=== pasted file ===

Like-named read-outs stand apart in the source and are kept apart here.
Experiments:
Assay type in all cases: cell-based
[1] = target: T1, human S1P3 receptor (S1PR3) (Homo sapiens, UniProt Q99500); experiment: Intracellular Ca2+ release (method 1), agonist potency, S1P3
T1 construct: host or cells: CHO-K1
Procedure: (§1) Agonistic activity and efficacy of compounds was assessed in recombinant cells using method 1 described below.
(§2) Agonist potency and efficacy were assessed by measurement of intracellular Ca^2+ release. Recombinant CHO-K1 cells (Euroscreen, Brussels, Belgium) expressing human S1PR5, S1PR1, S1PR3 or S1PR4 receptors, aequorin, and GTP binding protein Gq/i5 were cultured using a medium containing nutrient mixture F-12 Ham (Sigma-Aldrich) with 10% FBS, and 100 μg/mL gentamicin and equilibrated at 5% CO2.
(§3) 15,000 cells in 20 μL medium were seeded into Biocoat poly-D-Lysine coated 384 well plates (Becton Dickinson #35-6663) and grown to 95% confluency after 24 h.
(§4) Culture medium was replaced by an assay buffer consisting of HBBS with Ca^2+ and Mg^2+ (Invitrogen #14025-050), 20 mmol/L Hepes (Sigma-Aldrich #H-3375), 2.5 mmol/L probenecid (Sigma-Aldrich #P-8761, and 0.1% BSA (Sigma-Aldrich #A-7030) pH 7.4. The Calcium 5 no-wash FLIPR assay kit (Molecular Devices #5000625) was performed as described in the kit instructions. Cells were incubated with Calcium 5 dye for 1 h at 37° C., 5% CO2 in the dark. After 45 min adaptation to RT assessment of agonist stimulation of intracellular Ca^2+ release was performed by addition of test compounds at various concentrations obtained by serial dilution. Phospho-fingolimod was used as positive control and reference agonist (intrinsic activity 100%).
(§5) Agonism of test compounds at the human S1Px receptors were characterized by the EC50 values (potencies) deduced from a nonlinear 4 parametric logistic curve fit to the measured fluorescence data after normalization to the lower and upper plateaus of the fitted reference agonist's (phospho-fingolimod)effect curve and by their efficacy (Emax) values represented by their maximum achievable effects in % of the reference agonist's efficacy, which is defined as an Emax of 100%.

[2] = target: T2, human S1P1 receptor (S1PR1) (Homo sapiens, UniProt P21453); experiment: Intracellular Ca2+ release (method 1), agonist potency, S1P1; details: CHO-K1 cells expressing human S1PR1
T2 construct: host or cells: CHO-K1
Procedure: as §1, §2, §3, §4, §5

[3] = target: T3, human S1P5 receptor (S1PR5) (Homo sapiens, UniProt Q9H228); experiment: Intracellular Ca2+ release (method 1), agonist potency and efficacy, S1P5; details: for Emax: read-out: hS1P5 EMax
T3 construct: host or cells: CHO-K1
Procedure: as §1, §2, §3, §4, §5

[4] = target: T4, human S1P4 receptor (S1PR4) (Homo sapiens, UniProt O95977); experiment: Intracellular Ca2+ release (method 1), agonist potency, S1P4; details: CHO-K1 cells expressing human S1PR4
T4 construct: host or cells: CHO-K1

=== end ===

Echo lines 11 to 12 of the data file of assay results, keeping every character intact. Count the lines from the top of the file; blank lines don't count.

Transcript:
[2] = target: T2, human S1P1 receptor (S1PR1) (Homo sapiens, UniProt P21453); experiment: Intracellular Ca2+ release (method 1), agonist potency, S1P1; details: CHO-K1 cells expressing human S1PR1
T2 construct: host or cells: CHO-K1